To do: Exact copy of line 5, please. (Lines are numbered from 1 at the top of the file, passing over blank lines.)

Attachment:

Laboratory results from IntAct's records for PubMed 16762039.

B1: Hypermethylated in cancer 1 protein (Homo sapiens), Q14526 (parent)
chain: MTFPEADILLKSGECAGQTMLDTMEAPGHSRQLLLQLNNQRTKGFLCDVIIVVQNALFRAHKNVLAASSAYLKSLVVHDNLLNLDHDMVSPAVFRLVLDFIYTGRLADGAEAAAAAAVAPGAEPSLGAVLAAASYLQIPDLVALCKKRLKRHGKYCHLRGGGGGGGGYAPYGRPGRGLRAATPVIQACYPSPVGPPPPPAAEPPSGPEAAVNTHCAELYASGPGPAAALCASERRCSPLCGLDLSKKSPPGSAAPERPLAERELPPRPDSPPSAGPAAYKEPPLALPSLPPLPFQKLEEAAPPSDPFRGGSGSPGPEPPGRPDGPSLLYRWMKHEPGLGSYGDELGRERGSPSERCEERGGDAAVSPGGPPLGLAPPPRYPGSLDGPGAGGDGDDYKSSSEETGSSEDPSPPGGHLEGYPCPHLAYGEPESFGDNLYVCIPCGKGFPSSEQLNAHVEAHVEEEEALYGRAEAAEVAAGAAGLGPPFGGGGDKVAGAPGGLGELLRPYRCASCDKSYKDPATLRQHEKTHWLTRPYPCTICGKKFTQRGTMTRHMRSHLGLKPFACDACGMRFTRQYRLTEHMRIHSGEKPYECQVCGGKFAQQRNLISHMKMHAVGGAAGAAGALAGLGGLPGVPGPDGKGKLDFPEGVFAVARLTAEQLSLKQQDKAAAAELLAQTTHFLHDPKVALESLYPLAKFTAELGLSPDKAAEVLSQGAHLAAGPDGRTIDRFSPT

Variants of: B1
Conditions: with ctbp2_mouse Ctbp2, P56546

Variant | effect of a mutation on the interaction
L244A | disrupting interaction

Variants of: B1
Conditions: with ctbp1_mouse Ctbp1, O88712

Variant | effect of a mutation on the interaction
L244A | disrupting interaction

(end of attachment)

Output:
Conditions: with ctbp2_mouse Ctbp2, P56546